Beefy Boxes and Bandwidth Generously Provided by pair Networks
P is for Practical
 
PerlMonks  

comment on

( [id://3333] : superdoc . print w/replies, xml ) Need Help??
A little background:
I have a VScomm PCI-200L dual serial port board installed and the ports are set to COM5 and COM6.

A script that uses Win32::SerialPort to communicate with some hardware via the serial port which works fine as long as I use the "on-motherboard" COM ports (COM1, COM2). Once I move the device to the add-on board, communication ceases.

The script reports no errors opening COM6 but never "sees" any data sitting on the port. To add a twist to this all dilemma I have a Win32 App that came with the hardware and it can communicate with the hardware when connected to COM6 just fine.

So my question is this, is there a known limitation with Win32::SerialPort and COM ports greater than 4? Or a known issue when used in conjunction with a serial port expansion board? Or is there some completely obvious setting that I'm overlooking (this is the most likely scenario).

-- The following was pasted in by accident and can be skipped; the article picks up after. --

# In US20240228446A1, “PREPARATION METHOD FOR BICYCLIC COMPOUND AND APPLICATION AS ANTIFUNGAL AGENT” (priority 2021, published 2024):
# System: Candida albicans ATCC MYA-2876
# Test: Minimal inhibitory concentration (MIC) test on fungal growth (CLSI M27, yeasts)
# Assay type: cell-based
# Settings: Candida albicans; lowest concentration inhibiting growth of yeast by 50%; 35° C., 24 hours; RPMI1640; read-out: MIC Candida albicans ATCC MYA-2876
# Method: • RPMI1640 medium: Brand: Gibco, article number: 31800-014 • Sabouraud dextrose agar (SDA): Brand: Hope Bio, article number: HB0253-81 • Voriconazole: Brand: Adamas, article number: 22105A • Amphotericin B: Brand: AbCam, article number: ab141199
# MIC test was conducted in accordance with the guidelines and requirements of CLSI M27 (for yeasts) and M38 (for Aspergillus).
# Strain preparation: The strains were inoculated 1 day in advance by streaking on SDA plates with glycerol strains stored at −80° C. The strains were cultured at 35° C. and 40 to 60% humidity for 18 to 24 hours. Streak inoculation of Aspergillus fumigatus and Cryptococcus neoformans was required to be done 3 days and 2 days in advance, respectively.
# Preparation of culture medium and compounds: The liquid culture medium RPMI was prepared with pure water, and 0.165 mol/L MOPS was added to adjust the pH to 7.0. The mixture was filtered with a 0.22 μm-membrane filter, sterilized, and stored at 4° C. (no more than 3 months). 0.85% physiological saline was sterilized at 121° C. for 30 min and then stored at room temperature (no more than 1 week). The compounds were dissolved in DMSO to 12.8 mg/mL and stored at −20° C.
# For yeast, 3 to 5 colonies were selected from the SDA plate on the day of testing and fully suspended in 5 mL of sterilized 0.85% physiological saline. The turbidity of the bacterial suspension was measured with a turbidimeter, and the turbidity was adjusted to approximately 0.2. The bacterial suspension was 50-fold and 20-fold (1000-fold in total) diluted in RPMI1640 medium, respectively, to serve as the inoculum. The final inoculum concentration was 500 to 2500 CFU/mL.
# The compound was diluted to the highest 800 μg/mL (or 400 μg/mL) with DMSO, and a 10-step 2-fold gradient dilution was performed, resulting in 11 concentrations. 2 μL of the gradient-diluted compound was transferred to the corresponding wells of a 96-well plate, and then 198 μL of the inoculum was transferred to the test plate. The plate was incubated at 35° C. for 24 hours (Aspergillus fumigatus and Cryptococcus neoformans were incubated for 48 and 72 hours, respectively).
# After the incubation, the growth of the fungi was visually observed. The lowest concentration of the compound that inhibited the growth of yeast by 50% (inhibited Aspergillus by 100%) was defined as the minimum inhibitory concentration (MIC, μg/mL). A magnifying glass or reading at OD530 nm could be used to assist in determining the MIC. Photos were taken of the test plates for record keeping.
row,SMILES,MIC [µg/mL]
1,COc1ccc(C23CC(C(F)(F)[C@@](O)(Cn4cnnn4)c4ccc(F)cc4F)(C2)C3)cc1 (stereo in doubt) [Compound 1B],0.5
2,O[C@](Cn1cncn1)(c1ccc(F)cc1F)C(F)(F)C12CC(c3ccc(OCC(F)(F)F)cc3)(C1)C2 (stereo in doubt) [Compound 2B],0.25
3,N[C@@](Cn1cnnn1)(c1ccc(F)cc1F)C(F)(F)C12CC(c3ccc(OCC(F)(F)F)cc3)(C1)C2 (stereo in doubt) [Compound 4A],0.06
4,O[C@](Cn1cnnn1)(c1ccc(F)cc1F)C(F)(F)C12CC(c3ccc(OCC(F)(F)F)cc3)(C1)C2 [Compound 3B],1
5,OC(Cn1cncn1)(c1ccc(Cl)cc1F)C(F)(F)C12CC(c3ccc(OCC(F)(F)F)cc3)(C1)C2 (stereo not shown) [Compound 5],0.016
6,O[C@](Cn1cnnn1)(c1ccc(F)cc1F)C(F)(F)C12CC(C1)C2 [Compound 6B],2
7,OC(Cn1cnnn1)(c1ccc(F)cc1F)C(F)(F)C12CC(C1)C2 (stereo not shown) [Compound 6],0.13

-Nitrox


In reply to Win32::SerialPort with ports > 4 by Nitrox

Title:
Use:  <p> text here (a paragraph) </p>
and:  <code> code here </code>
to format your post; it's "PerlMonks-approved HTML":



  • Are you posting in the right place? Check out Where do I post X? to know for sure.
  • Posts may use any of the Perl Monks Approved HTML tags. Currently these include the following:
    <code> <a> <b> <big> <blockquote> <br /> <dd> <dl> <dt> <em> <font> <h1> <h2> <h3> <h4> <h5> <h6> <hr /> <i> <li> <nbsp> <ol> <p> <small> <strike> <strong> <sub> <sup> <table> <td> <th> <tr> <tt> <u> <ul>
  • Snippets of code should be wrapped in <code> tags not <pre> tags. In fact, <pre> tags should generally be avoided. If they must be used, extreme care should be taken to ensure that their contents do not have long lines (<70 chars), in order to prevent horizontal scrolling (and possible janitor intervention).
  • Want more info? How to link or How to display code and escape characters are good places to start.